Gellatly says the introduction of the Hall of Fame in 2003 was a big step for the organization.

“It really gave us an opportunity to capture the history of the organization and people who have contributed to the organization as builders or outstanding coaches or outstanding athletes. It really gave us the chance to recognize the history, create pride in the organization and recognize people who made contributions.”

“There’s an opportunity to have dialogue outside the business of sport [and that] makes the OCAA special.”

It’s not just the front office that feels the effects of the tight knit OCAA community.

At the 2017 badminton finals, Tammy Do and Phillip Bruce echoed the sentiments of Bialek and Gray.

“It’s amazing. It’s a family for sure. You see coaches walking around with babies and all the players from different schools trying to take care of [the baby],” says Georgian Grizzly Do.

Her partner Bruce says that the relationships he’s made in the OCAA badminton community extends off of the court. Bruce and Do hangout with players from other teams in their free time. They even have friendly badminton matches in the summer.

It’s not just inter-sport communities though, the OCAA provides a way for athletes from all different sports to socialize and to create bonds that traverse the sport.

“We have badminton players going out supporting the rugby and basketball teams,” says Do as she extends her arm to gesture to the championship badminton tournament happening in front of her. “The rugby boys are even volunteering right now.”

If there is one common denominator for OCAA officials and athletes it seems to be the sense of community that they feel when they are among their peers. The association provides a platform for student-athletes to not only compete but mingle and build memories with each other.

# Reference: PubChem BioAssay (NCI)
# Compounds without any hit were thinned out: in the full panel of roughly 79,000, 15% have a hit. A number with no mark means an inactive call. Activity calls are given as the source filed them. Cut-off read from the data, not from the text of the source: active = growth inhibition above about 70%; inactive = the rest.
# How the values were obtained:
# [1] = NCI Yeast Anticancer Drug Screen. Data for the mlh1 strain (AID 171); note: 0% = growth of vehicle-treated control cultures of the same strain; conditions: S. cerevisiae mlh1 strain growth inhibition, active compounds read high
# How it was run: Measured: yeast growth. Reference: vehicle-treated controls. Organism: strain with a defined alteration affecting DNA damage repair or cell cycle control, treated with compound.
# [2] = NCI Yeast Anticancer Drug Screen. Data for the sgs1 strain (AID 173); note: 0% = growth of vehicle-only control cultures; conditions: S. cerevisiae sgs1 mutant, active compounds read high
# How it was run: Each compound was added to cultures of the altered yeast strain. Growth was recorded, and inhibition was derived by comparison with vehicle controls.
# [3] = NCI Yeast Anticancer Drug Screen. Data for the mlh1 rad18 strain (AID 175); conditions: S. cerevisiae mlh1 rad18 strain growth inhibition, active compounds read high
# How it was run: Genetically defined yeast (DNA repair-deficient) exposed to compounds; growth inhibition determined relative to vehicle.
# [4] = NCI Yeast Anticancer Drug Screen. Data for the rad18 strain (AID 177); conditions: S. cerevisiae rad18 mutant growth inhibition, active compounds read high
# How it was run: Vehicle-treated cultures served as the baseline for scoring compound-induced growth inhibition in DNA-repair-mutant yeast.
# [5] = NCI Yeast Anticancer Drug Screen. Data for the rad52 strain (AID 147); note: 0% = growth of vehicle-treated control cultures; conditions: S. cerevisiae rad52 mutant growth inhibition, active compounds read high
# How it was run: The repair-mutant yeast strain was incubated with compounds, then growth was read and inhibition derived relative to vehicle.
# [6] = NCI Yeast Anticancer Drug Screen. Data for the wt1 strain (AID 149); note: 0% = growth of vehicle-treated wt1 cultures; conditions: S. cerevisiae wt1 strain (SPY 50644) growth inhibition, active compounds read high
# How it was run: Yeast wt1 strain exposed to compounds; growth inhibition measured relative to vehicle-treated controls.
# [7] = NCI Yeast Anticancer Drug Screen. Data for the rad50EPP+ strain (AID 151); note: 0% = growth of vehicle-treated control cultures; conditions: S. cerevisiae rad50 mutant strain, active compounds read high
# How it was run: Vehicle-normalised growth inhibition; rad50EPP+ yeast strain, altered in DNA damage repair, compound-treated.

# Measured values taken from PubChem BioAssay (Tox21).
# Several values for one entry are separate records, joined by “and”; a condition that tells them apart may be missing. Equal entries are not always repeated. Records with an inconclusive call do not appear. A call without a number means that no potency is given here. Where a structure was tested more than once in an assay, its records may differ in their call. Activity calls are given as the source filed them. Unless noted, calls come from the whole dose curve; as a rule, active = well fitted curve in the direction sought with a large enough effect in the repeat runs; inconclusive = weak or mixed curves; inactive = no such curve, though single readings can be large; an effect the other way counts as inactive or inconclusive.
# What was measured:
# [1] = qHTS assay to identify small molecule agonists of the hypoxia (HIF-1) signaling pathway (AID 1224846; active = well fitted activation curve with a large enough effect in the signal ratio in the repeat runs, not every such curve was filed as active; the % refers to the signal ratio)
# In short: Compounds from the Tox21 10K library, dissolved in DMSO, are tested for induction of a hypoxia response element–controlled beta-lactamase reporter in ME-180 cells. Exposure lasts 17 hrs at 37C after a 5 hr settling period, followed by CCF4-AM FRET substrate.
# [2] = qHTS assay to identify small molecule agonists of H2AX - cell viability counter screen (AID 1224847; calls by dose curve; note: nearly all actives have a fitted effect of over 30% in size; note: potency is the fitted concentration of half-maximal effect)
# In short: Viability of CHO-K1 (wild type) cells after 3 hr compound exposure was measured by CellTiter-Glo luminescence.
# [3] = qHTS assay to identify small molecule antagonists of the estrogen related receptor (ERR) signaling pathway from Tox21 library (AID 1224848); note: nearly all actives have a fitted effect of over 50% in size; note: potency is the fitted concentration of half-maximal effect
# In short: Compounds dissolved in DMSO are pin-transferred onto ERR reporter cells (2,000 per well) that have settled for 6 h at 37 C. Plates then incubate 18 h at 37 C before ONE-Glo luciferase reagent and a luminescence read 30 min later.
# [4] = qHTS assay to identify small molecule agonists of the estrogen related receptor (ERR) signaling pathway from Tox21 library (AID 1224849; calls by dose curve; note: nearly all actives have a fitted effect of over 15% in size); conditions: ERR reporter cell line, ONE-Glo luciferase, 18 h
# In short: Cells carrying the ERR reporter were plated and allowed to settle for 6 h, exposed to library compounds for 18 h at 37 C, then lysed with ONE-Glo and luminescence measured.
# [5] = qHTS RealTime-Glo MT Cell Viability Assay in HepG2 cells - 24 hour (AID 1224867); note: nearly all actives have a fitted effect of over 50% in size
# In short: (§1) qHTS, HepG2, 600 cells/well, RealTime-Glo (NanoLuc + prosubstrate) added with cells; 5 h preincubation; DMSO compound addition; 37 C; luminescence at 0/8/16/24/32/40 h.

For 50 years fans have been cheering on athletes from colleges across Ontario who have been lining up across from each other to compete. Coaches have been nurturing their players on and off the field of play and the association’s executives has been pulling the strings from behind the scenes to grow the league seamlessly.

The next 50 years

Even as the OCAA executives who manage the association understand the importance of its past, they must have a vision for the future.

The core values and guiding principles aimed to maintain the integrity as the league moves forward. Values and principles like: Promoting an active and healthy lifestyle, leadership and personal development, honest and transparent communication, equal opportunities for everyone and of course fair play.

For Bialek he sees the association expanding into new sports and creating new opportunities for student-athletes. “Don’t be surprised if varsity cricket comes in to play in the near future [and] indoor track is probably going to come into play in the near future,” says Bialek.

The OCAA mission statement includes creating an environment which promotes academic success, provides a forum for personal development, complements the educational experience, and enhances student life.

Student athletes Do and Bruce both seemed to echo that sentiment saying that even though they are already integrated into the badminton world they say that they think the OCAA will keep expanding and growing like a community in the future.

That community expands beyond the person, the team and it even goes beyond the sport. The OCAA community is a welcoming and warm environment and it remains to be seen what is in store for the future.

“We’ve been around for fifty years and its our responsibility as leaders to make sure that it’s around for another fifty,” says Gray.